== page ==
Taiwan apparently has a pretty good knack for winning tug-of-war competitions. Over the past few years they have taken home numerous medals.
In 2010, 2012, 2014, and 2017, the Taiwanese team took home the first place prize in the women’s 500 kilogram category at the Asian Tug-of-War Championships.
The Women’s team also won 4 gold and 2 silver medals at the Tug of War International Federation’s World Indoor Championships in Volendam, Netherlands in 2016.
This year in the most recent World Championship of the Tug of War International Federation the Taiwanese team grabbed four first place medals, two second place medals, and a third place finish, according to my research of the documents from the TWIF website. They also brought home multiple top 5 finishes. However, many argue that this total should have been five first place medals.
On March 10th, as the competition was drawing to a close, the Taiwanese men’s team was robbed of the gold during the final stage of the 560 kg competition. This is a result of what many are calling horrible judging, on the part of an inexperienced referee. In video of the match it seems clear that the judge missed a foul on the part of the opposing Irish team.
The Taiwanese coach, clearly heartbroken, plead with both officials and the other team to reconsider the ruling. While the Irish team reportedly agreed to a rematch or relinquishing their medals if the a foul could be proven, the judges couldn’t be reasoned with. The seemed unwilling to even review the footage or do much of anything, though to be honest I am not sure what they could do with regards to regulations.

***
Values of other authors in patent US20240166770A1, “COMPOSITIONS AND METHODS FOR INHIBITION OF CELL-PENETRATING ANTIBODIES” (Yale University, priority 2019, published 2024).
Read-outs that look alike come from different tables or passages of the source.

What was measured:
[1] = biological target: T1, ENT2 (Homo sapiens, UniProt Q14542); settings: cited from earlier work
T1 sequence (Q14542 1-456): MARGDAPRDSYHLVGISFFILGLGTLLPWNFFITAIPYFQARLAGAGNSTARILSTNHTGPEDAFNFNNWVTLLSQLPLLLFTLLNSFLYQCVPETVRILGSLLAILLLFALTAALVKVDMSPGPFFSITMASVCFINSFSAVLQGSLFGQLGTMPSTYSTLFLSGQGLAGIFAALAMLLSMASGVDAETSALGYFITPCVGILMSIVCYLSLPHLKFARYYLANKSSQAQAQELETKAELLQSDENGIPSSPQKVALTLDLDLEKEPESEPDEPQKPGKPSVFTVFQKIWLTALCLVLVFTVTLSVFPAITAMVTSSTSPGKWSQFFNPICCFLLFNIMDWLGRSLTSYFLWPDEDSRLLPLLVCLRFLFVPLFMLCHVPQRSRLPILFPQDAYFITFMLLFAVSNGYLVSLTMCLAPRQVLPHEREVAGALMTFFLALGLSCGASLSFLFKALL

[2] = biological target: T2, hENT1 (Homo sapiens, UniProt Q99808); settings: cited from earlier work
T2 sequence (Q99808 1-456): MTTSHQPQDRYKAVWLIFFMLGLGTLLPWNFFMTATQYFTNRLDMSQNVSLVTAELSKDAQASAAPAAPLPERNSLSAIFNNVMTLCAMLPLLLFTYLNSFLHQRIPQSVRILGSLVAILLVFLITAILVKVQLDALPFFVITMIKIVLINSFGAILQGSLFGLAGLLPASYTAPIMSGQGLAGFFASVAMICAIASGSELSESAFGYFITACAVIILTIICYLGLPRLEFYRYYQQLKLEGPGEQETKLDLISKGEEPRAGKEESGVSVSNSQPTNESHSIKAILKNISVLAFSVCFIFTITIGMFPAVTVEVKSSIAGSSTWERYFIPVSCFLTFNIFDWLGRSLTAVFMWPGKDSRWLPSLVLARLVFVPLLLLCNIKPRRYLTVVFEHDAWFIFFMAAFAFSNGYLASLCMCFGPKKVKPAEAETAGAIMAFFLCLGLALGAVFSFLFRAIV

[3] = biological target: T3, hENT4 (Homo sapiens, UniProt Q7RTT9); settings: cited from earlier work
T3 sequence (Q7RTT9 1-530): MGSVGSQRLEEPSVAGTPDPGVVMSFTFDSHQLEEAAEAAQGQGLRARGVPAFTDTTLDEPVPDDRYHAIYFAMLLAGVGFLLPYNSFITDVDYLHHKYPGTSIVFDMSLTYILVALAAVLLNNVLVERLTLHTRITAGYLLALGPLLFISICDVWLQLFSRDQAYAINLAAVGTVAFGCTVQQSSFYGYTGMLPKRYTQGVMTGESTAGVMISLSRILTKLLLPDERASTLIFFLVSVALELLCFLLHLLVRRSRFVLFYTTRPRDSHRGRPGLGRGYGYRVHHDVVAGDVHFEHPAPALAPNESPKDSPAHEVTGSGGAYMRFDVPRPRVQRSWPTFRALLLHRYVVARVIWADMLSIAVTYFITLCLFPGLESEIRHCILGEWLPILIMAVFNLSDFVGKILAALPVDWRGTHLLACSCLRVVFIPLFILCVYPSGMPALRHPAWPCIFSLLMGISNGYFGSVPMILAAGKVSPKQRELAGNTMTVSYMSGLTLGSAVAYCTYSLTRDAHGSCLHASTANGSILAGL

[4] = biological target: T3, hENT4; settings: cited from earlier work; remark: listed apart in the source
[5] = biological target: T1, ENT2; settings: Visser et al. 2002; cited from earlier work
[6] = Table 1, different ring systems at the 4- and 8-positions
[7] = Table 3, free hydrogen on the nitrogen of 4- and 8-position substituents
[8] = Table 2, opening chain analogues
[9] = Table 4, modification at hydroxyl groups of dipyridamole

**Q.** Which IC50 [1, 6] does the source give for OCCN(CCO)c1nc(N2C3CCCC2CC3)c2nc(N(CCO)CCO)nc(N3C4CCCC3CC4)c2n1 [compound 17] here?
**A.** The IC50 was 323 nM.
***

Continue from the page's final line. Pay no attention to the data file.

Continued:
In any case it is clear that many outside of the intimidate team were quite upset with the ruling. Many online, both Taiwanese and not, bemoaned the ruling as a gross miscarriage of judgment. Spectators in the crowd hurled hissed and booed the officials.
While it is unlikely that anything will be done, some are pushing to get a review of the ruling. There is currently a petition attempting to reevaluate the ruling and give the team from Taiwan a more fair outcome.
Yasu Cheng has even created a YouTube video to give everyone a chance to see and judge for themselves what happened. I encourage you to take a look for yourself and see what you think.
Photo by Jonathan Percy
Video by Yasu Cheng